I’ve recently started to look at trees and, in no time at all, have become increasingly fascinated by the many shapes and forms in which they happen to inhabit planet earth. Hence my interest in this tome by American photographer Chuck Hemard who, I learn from the press release, “grew up in the middle of the pine belt of southern Mississippi where as a child he would rake longleaf pine needles, collect them in wheelbarrows, and move them to the landscaping beds around his yard. The imprint of this landscape on his identity would later inform his work as a professional photographer.”
In 2010, he embarked on a seven-year photographic study of the longleaf pine trees of the Deep South and the landscape that supports them. The result you can see in this tome. I do not tire to look at these pines – I’m saying this on purpose for I do have the feeling that I’m looking at pines and not at photographs of pines. And, as is often the case when looking at photographs of nature – it is nature who is the artist, not the photographer. This is not to diminish the importance of these pics for they make it possible and thus allow me to imagine the Coastal Plain of the southeastern United States where they were taken.
It is one of the advantages of taking nature photographs that you can hardly make mistakes. Whatever you will decide to frame will almost unavoidably look impressive – for the simple reason that nature always looks impressive. Yet Chuck Hemard’s main goal was not to bring back impressive pictures of a variety of pines but to make us aware of the significance of the longleaf pine.
“These photographs represent places that have stood the test of time, including lightning, hurricanes, tornados, and the exponentially more damaging threat of human intervention. I approach these places with a sense of respect, that they might teach us new things if we can slow down and tune in … I hope they might provoke us to ask questions about our role in this”, he writes in the book’s foreword.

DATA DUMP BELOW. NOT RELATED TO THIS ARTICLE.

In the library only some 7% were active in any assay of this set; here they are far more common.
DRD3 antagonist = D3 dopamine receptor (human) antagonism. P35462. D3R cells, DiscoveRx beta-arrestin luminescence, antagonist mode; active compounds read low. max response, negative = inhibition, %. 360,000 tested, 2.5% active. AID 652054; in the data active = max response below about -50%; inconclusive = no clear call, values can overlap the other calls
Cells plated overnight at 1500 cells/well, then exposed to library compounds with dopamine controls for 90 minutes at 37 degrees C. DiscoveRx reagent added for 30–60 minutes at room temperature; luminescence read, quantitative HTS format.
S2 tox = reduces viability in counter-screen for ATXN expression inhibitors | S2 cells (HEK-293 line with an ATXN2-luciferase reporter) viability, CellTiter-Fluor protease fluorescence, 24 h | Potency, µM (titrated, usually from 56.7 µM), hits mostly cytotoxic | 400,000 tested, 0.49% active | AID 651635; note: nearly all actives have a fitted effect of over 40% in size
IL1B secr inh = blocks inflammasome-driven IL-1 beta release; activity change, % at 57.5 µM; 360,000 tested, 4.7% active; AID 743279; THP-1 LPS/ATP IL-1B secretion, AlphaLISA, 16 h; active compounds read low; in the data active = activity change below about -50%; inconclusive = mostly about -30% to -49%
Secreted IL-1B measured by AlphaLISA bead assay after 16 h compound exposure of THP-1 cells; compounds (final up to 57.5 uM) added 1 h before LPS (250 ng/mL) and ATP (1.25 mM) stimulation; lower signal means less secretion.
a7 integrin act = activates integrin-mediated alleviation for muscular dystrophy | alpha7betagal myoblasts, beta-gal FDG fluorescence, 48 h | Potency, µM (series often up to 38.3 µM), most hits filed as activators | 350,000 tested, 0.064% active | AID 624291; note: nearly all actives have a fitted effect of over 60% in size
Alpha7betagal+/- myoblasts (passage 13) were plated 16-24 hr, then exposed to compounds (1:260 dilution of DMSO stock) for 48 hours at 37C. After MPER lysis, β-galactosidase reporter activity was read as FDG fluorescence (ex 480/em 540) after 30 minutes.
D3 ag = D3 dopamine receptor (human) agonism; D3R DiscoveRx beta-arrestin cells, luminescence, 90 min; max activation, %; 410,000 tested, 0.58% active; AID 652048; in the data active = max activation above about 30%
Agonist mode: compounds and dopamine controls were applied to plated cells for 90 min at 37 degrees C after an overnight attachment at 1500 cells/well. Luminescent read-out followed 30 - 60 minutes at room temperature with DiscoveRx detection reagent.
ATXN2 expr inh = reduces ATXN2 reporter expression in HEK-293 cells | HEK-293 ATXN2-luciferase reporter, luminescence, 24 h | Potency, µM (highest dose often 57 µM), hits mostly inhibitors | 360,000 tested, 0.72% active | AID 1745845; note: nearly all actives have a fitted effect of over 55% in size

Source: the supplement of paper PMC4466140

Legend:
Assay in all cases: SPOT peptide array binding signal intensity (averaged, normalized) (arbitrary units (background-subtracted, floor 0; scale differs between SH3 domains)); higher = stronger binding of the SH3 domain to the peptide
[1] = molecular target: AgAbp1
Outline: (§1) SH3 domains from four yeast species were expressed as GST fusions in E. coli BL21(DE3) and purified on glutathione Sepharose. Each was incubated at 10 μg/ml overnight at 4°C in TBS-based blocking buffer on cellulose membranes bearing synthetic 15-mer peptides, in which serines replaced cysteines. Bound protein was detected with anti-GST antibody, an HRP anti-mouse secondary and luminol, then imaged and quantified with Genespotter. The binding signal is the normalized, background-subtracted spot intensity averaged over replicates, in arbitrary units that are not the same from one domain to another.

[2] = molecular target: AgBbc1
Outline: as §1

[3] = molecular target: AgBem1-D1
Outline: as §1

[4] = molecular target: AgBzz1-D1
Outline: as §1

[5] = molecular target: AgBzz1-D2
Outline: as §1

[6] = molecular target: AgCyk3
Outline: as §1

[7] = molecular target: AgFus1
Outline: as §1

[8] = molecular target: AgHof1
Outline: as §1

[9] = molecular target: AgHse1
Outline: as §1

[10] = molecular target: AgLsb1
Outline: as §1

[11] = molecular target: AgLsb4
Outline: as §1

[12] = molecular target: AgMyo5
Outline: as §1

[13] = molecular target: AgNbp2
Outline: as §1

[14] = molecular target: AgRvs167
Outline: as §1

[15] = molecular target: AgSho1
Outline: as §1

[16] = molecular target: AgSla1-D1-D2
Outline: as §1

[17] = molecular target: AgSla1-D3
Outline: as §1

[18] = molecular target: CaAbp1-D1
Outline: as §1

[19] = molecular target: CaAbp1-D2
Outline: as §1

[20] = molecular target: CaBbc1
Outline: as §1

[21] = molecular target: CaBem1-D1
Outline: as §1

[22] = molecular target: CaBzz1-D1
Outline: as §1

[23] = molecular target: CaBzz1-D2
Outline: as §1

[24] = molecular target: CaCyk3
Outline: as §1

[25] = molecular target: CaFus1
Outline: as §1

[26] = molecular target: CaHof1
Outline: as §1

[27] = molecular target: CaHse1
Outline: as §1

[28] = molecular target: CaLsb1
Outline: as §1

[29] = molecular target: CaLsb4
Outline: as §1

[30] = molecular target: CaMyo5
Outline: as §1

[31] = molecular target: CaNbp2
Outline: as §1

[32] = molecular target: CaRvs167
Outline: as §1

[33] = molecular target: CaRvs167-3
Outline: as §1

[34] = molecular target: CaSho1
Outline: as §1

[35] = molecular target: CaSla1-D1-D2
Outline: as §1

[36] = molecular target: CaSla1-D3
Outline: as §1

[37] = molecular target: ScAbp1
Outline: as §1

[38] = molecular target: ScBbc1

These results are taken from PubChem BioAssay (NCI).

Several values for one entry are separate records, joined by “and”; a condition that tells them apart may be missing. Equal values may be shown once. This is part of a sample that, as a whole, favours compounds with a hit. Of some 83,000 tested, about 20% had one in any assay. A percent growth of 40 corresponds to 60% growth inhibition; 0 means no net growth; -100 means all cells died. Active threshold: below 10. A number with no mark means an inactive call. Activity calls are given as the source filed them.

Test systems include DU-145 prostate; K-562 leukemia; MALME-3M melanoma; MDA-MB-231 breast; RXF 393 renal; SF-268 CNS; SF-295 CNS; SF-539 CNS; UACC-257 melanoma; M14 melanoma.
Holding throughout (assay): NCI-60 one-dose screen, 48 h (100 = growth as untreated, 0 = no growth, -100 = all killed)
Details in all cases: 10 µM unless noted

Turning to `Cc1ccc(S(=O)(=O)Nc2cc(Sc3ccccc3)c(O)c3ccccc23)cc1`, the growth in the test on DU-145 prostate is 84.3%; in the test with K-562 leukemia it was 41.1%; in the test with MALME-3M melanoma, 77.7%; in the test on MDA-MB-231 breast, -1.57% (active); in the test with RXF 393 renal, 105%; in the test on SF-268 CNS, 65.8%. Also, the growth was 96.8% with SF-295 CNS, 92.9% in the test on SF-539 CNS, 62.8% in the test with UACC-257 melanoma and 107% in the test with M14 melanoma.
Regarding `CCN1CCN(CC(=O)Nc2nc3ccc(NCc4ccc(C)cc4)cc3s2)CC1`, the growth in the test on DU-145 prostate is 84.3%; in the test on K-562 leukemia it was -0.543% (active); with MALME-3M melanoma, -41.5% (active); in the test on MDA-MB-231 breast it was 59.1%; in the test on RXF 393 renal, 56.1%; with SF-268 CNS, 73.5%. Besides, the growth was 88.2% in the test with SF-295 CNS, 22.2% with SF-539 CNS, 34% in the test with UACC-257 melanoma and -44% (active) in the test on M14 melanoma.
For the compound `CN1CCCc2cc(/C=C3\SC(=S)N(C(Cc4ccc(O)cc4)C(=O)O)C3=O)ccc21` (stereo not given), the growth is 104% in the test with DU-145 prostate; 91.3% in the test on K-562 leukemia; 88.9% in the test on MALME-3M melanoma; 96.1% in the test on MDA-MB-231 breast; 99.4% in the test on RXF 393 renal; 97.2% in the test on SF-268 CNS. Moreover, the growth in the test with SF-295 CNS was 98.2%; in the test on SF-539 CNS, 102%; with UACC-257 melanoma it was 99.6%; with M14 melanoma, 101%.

To slow down is indeed increasingly imperative if we do not want to go completely nuts. Moreover, it helps us to connect to our natural surroundings. In the words of Chuck Hemard: “Slowing down, attempting to be attentive to these places with a relatively long history, time seems to become more present and nearly tangible. I begin to position myself as a human in a much larger narrative of life on this planet and within the culture of this country and region.”
Looking at the photographs in this tome with these words in mind I can sense a calm and a presence that I associate with meditation.
And while “The Pines” is a deeply personal book, it also informs us about the wider context. Becky Barlow’s essay “Past Forward: How the Past Has Shaped the Longleaf Pine Forests of Today” elaborates on what its title promises (this is not the rule when it comes to academic essays), and concludes “If we want to keep the longleaf pine ecosystem functioning in the long term, we need to remember and understand the past. Because ultimately we determine the future of longleaf forests.”
Last but not least, the book includes an inspiring poem by Nick Norwood that made my brain create lots of fascinating pictures. It also made me look at Chuck Hemard’s photographs with again different eyes.
Photographs by Chuck Hemard
Preface by Chuck Hemard
Poem by Nick Norwood
Essay by Dr. Rebecca Barlow
Daylight Books. February 13, 2018
To purchase or for more info: https://daylightbooks.org/products/the-pines-southern-forests
Also published on Medium.